All employees whose wages do not exceed a certain monthly amount, as determined by the central or state government, will be eligible for an annual bonus. The bonus will be at least 8.33 percent of his base salary or Rs 100, whichever is greater. Furthermore, the employer will distribute a portion of the gross profits to the employees. This will be distributed in proportion to an employee's annual salary. A bonus of up to 20% of an employee's annual salary is permissible.

The Code forbids gender discrimination in wage matters and in the hiring of employees for the same or similar work. Work of a similar nature is defined as work that requires the same skill, effort, experience, and responsibility.

Advisory boards will be formed by the federal and state governments. The Central Advisory Board will constitute:

  • employers

  • employees (equal in number to employers),

  • independent individuals, and

  • five state government representatives.

Employers, employees, and independent individuals will serve on State Advisory Boards. Furthermore, women will make up one-third of the total membership on both the central and state boards. The Boards will advise their respective governments on a variety of issues, including I establishing minimum wages and (ii) expanding employment opportunities for women.

The Code specifies penalties for employers who commit offences such as paying less than the due wages or (ii) violating any provision of the Code. Penalties vary depending on the nature of the offence, with the maximum penalty being three months in prison and a fine of up to one lakh rupees.


Many countries have strengthened their minimum wage systems in recent years in order to lift workers out of poverty and reduce levels of inequality. The renewed interest in the minimum wage stems from recent literature and evidence indicating that, if wages are set at an adequate level, minimum wages can promote social justice without having a significant negative impact on employment.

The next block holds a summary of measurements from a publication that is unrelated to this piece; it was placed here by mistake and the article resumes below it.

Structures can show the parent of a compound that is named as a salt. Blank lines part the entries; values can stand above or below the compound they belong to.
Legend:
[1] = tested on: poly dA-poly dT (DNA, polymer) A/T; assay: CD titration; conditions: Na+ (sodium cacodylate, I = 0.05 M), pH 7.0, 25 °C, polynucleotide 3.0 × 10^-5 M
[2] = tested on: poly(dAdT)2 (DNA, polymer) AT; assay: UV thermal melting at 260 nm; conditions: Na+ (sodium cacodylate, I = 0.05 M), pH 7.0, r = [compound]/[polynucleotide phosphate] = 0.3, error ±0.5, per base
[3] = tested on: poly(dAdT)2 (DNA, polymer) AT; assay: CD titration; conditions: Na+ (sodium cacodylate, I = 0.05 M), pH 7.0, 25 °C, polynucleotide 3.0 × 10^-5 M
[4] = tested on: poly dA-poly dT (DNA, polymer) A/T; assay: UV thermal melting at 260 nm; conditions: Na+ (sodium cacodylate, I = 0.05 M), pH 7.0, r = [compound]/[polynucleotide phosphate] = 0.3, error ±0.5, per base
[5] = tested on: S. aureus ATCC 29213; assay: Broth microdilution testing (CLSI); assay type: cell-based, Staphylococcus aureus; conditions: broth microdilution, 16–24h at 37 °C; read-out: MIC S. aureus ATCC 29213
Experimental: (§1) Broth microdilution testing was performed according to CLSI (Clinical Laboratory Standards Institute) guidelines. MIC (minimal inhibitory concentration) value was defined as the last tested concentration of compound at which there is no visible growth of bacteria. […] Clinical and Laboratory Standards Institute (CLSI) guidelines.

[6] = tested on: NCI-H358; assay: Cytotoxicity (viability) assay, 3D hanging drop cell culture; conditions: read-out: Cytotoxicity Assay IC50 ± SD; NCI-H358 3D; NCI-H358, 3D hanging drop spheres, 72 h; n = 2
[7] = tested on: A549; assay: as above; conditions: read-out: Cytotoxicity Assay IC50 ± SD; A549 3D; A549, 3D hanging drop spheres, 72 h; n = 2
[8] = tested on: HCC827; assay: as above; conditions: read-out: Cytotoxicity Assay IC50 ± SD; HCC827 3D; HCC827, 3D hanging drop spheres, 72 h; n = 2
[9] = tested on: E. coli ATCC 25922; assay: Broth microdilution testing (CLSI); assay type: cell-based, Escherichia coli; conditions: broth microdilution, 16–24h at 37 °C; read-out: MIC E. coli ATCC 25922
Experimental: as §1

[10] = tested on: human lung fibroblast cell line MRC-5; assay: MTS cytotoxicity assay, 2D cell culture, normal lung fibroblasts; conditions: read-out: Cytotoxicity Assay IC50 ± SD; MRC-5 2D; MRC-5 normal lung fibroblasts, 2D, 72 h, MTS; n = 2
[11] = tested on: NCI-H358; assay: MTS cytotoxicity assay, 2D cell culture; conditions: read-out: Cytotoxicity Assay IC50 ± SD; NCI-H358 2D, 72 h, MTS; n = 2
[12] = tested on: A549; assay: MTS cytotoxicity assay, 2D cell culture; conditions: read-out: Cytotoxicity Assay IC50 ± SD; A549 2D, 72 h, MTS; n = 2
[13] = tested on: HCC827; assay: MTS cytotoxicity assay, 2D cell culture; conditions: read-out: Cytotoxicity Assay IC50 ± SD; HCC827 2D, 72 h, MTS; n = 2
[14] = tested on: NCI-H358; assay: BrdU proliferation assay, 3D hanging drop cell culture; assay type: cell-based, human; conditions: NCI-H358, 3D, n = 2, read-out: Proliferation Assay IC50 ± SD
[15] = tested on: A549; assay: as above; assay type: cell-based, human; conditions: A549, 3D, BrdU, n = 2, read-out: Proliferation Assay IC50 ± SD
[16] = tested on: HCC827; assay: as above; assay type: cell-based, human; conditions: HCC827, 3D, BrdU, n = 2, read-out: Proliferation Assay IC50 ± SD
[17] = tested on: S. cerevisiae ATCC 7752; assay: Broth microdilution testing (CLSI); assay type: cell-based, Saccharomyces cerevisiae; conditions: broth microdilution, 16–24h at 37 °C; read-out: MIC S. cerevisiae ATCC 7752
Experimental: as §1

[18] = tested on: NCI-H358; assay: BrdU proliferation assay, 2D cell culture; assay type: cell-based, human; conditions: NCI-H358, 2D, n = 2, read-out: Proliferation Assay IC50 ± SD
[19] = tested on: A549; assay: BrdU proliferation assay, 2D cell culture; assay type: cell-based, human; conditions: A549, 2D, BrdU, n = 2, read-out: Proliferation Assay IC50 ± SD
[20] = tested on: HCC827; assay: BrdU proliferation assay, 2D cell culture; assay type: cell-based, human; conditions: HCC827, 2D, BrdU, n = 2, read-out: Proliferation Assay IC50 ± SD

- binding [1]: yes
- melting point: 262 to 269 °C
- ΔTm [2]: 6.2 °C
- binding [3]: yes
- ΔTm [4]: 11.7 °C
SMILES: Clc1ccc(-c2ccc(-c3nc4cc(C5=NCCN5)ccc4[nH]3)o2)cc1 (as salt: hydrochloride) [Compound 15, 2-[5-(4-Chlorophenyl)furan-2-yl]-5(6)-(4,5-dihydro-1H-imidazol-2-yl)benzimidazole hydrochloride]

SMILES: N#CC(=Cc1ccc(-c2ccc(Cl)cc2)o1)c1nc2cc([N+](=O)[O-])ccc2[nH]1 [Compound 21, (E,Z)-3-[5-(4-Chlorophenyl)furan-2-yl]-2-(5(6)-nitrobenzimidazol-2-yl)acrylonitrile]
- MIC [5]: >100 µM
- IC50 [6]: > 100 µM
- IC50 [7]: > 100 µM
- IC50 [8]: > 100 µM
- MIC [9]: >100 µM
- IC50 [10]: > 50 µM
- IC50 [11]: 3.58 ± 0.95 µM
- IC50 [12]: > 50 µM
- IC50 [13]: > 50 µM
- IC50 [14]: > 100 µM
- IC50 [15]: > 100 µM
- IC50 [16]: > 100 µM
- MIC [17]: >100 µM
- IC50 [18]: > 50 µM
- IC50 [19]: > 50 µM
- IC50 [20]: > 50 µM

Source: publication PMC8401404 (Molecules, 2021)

Despite India's exceptional growth over the last two decades, low pay and wage inequality remain significant barriers to achieving inclusive growth. An effective minimum wage policy that targets the most vulnerable wage earners can help boost aggregate demand while also building and strengthening the middle class, kicking off a period of sustainable and inclusive growth.


There is a need for stringent enforcement and overseeing mechanisms, here are some of the examples of the other countries:

  • In UAE, all enterprises have been legally required to pay wages for both national and migrant workers through banks and other financial service providers. This system allows the Ministry of Labour to have a comprehensive wage database and an electronic wage payment monitoring mechanism for enterprises within the country.

  • In South Africa a system, called ‘Impimpi Alive’, enables workers to send anonymous SMS messages to the Department of Labour (DOL) after which an inspector is dispatched to the employer’s place of business within 48 hours.

  • In U.S. an app – The Wage & Hour Guide for Employers App – puts federal and state wage and hour laws at the fingertips of employers as well as law makers for better transparency.

  • U.S. also has an app – GovDocs Minimum Wage app that provides the most up-to-date minimum wage rate data for all company locations.

There should be an easy-to-remember toll-free number where anyone can register a complaint about non-payment of the statutory minimum wage. This number should be widely publicised in order to raise awareness of this avenue for grievance redressal.

Swift action should be taken against the offenders and this action should be flashed on the dashboard without going into specific details. The impression of action being taken would act as a deterrent to employers to flout the statute.